Education Policy | Post Primary | Preschool | Primary | Tertiary | Search

 

Graduation a family affair

15 December 2004

Graduation a family affair

Graduation is always a special time for family and friends and the University of Canterbury ceremony today will be particularly memorable for a number of family members who will graduate together.

Marian Baroni and his wife Mihaela will both graduate with PhDs in mathematics. The couple, who moved from Romania three and a half years ago to study at Canterbury, are among 37 students to receive their doctorates.

Maree Hemmingsen is receiving her PhD in geography and minutes later will watch her daughter Sarah receive her MA (with distinction). As top geography masters student, Sarah will be wearing the Eileen Fairbairn gown, which was previously worn by her mother.

Dr Beverley Lord, a lecturer in Accountancy, Finance and Information Systems, will be on stage to watch her husband and three daughters graduate. Ken will receive a BA (English and Russian literature), Anna a BA Hons (American Studies), Vicki a BA (Psychology) and Katie a BA (American Studies).

About 435 students from across all disciplines will be capped in the Christchurch Town Hall ceremony at 2pm. The Chancellor, Dr Robin Mann, will oversee proceedings. Noted historian, anthropologist and author Dame Anne Salmond will give the graduation address.

The University’s Research Medal for 2004 will be presented to Professor Robert Jackson from the School of Biological Sciences. The medal is awarded annually for excellence in research. Professor Jackson is a world authority on the evolutionary ecology of invertebrates and an internationally recognised expert on the behaviour of spiders.

Seven teaching awards will be presented to University staff for excellence in teaching achievement. The recipients are: Dr Andy Cockburn (Computer Science and Software Engineering); Dr Jon Harding (Biological Sciences); Dr Jennifer Hay (Linguistics); Dr Jessica Johnston (American Studies); Dr Wendy Lawson (Geography); Ms Tika Ormond (Communication Disorders) and Professor Peter Steel (Chemistry). Organisers are hoping for fine weather for the afternoon march through central Christchurch. The procession starts at 1.20pm at the Arts Centre’s Market Square and proceeds east along Worcester Boulevard, turning on to Oxford Terrace and through Victoria Square to the Town Hall. Alan Robb, lecturer in Accountancy, Finance and Information Systems, will be the esquire bedel leading the procession.

Graduation celebrations will continue tomorrow when the University holds its inaugural Pacific Graduation Dinner.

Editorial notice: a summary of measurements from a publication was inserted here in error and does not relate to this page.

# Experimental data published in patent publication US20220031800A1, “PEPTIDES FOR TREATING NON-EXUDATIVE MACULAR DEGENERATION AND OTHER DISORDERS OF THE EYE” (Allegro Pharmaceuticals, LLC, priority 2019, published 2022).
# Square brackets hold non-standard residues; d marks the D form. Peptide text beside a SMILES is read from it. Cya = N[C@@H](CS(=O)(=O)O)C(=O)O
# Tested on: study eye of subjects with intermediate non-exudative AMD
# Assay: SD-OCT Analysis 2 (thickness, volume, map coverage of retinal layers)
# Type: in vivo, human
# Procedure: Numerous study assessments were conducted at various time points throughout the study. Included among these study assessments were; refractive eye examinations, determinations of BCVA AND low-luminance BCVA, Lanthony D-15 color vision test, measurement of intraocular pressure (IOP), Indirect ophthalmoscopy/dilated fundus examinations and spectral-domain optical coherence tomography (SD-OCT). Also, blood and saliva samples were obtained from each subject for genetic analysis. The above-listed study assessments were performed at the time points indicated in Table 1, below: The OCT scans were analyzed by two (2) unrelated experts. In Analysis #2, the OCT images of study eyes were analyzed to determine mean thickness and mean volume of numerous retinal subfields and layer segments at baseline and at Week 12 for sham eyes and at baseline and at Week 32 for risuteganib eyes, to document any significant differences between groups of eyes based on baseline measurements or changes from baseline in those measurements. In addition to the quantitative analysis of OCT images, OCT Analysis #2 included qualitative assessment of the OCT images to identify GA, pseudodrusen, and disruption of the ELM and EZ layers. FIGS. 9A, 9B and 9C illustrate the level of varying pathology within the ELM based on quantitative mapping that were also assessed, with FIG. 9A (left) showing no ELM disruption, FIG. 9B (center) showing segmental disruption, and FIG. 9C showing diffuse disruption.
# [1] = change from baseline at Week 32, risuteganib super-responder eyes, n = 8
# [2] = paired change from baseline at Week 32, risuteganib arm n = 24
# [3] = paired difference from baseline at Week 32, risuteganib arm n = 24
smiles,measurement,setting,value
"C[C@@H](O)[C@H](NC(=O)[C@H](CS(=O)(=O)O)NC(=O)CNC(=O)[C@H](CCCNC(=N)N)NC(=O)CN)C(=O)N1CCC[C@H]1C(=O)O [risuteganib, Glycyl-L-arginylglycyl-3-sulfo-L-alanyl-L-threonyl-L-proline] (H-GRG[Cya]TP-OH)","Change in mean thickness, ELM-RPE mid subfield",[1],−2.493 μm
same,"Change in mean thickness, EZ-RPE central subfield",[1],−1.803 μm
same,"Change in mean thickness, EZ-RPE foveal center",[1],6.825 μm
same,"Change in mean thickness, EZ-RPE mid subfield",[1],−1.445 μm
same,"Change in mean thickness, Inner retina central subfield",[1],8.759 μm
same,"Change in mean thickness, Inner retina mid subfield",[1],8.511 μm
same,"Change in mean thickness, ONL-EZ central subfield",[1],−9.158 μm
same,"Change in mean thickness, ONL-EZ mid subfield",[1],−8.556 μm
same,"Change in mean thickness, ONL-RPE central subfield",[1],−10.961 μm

The celebration will be a semi-formal affair with 35 graduates, their families, staff, and the wider Pacific community gathering for an evening of cultural festivity. Special guests include Ministry of Pacific Island Affairs chief executive Fuimaono Les McCarthy, Tertiary Education Commission regional manager Ranui Ngarimu, and Senior District Court Judge Vui Clarence Nelson who graduated from the University of Canterbury in 1979.

Event co-organiser Paul Pati said that with a steady increase of Pacific Island students coming through the University it was high time to have a special event to acknowledge and celebrate the success of UC’s Pacific graduates.

“Such events are important for our community to be a part of. It is good for the younger students too, a means of encouraging them to keep on persevering with their studies,” Mr Pati said.

ENDS

© Scoop Media

 
 
 
Culture Headlines | Health Headlines | Education Headlines

 
Legendary Bassist David Friesen Plays Wellington’s Newest Jazz Venue

Friesen is touring New Zealand to promote his latest album Another Time, Another Place, recorded live at Auckland's Creative Jazz Club in 2015. More>>

Howard Davis Review: The Father - Descending Into The Depths of Dementia

Florian Zeller's dazzling drama The Father explores the effects of a deeply unsettling illness that affects 62,000 Kiwis, a number expected to grow to 102,000 by 2030. More>>


Howard Davis Review: Blade Runner Redivivus

When Ridley Scott's innovative, neo-noir, sci-fi flick Blade Runner was originally released in 1982, at a cost of over $45 million, it was a commercial bomb. More>>

14-21 October: New Zealand Improv Festival In Wellington

Imagined curses, Shibuya’s traffic, the apocalypse, and motherhood have little in common, but all these and more serve as inspiration for the eclectic improvised offerings coming to BATS Theatre this October for the annual New Zealand Improv Festival. More>>

ALSO:

Bird Of The Year Off To A Flying Start

The competition asks New Zealanders to vote for their favourite bird in the hopes of raising awareness of the threats they face. More>>

Scoop Review Of Books:
K Emma Ng's Old Asian, New Asian

This book, written by a young second-generation Chinese New Zealander, gives many examples of the racism that Asian New Zealanders experience. More>>

 
 
 
 
 

LATEST HEADLINES

  • CULTURE
  • HEALTH
  • EDUCATION